18. The charge pump of claim 17, wherein said first bootstrapping circuit comprises:
a third capacitive device configured to receive said first non-overlapping clock signal;
a fourth capacitive device configured to receive said second non-overlapping clock signal;
a fourth switch circuit having a first terminal coupled to said first terminal of said first switch device, a second terminal coupled to said control terminal of said first switch circuit, and a control terminal coupled to said third capacitive device; and
a fifth switch circuit having a first terminal coupled to said first terminal of said first switch circuit, a second terminal coupled to said control terminal of said fourth switch circuit, and a control terminal coupled to said fourth capacitive device.
19. The charge pump of claim 18, wherein said second bootstrapping circuit comprises:
a fifth capacitive device configured to receive said second clock signal;
a sixth capacitive device configured to receive said first clock signal;
a sixth switch circuit having a first terminal coupled to said first terminal of said second switch device, a second terminal coupled to said control terminal of said second switch circuit, and a control terminal coupled to said fifth capacitive device; and
a seventh switch circuit having a first terminal coupled to said first terminal of said second switch circuit, a second terminal coupled to said control terminal of said sixth switch circuit, and a control terminal coupled to said sixth capacitive device.
20. The charge pump of claim 19, wherein said third bootstrapping circuit comprises:
a seventh capacitive device configured to receive said first non-overlapping clock signal;
a eighth capacitive device configured to receive said second non-overlapping clock signal;
a eighth switch circuit having a first terminal coupled to said first terminal of said third switch device, a second terminal coupled to said control terminal of said third switch circuit, and a control terminal coupled to said seventh capacitive device; and
a ninth switch circuit having a first terminal coupled to said first terminal of said third switch circuit, a second terminal coupled to said control terminal of said eighth switch circuit, and a control terminal coupled to said eighth capacitive device.
21. A method of substantially removing the voltage drop across an output diode in a charge pump comprising the steps of:
(a) providing a power supply voltage signal having a first voltage level;
(b) charging said power supply voltage signal to a second voltage level in response to a first clock signal;
(c) charging said power supply voltage signal to a third voltage level in response to a second clock signal;
(d) outputting from said charge pump said power supply voltage signal having said third voltage level in response to said second clock signal, a first non-overlapping clock signal, and a second non-overlapping clock signal.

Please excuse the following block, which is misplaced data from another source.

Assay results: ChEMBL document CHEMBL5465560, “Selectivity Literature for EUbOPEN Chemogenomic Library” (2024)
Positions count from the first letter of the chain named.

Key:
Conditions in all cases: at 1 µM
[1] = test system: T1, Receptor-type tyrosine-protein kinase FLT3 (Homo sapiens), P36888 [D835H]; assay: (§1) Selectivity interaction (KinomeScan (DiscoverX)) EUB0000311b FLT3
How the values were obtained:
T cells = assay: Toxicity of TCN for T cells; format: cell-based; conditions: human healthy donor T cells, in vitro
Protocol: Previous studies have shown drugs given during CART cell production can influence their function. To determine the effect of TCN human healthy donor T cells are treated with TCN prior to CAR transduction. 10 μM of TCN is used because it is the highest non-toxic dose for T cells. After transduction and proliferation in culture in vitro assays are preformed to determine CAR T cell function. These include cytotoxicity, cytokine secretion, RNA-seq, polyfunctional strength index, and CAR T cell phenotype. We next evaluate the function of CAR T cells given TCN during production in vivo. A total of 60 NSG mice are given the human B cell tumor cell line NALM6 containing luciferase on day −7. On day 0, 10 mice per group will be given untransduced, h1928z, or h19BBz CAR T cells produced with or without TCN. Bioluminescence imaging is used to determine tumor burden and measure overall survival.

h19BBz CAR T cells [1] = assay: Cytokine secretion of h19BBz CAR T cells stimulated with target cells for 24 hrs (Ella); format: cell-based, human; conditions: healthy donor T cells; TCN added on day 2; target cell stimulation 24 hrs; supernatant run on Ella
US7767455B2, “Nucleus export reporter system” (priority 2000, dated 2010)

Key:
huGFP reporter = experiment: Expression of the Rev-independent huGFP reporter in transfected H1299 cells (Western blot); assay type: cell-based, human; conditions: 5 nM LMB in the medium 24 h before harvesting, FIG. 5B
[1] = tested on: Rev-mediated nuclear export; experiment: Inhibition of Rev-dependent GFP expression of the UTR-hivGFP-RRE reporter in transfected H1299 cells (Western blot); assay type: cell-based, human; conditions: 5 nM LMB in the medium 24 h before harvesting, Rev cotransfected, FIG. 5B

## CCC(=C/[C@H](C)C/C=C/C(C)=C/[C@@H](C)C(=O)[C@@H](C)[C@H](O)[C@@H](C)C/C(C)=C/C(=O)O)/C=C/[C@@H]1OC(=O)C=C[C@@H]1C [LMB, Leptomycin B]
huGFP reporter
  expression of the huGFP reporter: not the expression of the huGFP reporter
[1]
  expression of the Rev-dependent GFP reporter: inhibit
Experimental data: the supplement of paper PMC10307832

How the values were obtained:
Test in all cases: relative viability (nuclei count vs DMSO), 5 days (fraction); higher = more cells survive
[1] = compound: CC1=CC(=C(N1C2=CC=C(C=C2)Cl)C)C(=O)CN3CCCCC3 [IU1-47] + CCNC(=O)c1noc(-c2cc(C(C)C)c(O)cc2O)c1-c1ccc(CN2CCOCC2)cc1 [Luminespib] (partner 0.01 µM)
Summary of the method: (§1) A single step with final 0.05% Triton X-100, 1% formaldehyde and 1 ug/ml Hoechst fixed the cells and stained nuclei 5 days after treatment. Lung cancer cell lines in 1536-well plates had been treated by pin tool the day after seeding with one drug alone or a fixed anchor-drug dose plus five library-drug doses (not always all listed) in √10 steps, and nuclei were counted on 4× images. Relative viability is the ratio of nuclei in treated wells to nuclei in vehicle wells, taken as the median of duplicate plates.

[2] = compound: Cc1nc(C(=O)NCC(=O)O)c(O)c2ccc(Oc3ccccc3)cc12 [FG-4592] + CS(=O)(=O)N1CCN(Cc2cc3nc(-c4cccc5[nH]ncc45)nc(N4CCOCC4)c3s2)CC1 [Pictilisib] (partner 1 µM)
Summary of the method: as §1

22. The method of claim 21, wherein said first voltage level, said second voltage level, and said third voltage level are at the same voltage level.
23. The method of claim 21, wherein step (d) includes the steps of:
(1) transitioning said first non-overlapping clock signal to a logic low voltage level before said second non-overlapping clock signal transitions to a logic high voltage level;
(2) transitioning said second non-overlapping clock signal to said logic low voltage level before said first non-overlapping clock signal transitions to said logic high voltage level;
(3) transitioning said second clock signal to said logic high voltage level before said first non-overlapping clock signal transitions to said logic low voltage level; and
(4) transitioning said second non-overlapping clock signal to said logic high voltage level before said second clock signal transitions to said logic low voltage level.
24. The method of claim 21, wherein step (d) includes the steps of:
(1) transitioning said first non-overlapping clock signal to a logic high voltage level before said second non-overlapping clock signal transitions to a logic low voltage level;
(2) transitioning said second non-overlapping clock signal to said logic high voltage level before said second non-overlapping clock signal transitions to said logic low voltage level;
(3) transitioning said second clock signal to said logic low voltage level before said first non-overlapping clock signal transitions to said logic high voltage level; and
(4) transitioning said first non-overlapping clock signal to said logic low voltage level before said second clock signal transitions to said logic high voltage level.
25. A method of substantially removing the voltage drop across an output diode in a charge pump comprising the steps of:
(a) providing a power supply voltage signal having a first voltage level;
(b) discharging said power supply voltage signal to a second voltage level in response to a first clock signal;
(c) discharging said power supply voltage signal to a third voltage level in response to a second clock signal;
(d) outputting from said charge pump said power supply voltage signal having said third voltage level in response to said second clock signal, a first non-overlapping clock signal, and a second non-overlapping clock signal.